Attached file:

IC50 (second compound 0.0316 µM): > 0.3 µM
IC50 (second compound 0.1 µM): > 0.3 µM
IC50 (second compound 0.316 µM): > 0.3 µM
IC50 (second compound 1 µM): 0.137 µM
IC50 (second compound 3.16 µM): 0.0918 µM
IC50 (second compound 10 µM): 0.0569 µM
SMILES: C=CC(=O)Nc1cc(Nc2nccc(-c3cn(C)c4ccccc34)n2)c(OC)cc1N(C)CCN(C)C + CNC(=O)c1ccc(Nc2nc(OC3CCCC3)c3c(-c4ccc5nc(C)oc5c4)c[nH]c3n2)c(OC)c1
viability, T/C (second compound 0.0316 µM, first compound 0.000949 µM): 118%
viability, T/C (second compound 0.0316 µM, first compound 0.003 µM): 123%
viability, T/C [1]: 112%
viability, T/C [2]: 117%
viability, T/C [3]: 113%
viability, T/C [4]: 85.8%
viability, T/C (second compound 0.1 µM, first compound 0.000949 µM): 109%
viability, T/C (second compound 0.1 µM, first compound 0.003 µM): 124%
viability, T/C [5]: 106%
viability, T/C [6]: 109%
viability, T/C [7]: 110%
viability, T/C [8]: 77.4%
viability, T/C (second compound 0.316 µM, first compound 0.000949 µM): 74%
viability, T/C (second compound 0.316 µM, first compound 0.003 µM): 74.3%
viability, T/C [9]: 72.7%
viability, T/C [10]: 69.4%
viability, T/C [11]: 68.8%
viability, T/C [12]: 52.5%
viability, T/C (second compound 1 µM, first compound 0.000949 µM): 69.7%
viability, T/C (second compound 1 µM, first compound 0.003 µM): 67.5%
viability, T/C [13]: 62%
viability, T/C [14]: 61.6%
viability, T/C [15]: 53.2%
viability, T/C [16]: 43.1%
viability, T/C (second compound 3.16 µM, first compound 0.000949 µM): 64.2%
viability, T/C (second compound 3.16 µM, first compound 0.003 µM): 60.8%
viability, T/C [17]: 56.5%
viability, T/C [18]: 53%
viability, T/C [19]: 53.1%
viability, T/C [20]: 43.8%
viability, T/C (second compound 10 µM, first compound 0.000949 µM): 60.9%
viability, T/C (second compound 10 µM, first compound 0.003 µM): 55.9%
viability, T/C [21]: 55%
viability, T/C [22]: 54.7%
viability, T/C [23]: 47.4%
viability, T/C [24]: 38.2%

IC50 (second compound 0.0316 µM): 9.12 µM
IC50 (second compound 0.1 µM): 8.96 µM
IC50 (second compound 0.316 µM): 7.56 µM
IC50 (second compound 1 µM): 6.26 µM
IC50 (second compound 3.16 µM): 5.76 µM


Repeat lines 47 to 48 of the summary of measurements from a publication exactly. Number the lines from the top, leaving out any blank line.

IC50 (second compound 1 µM): 6.26 µM
IC50 (second compound 3.16 µM): 5.76 µM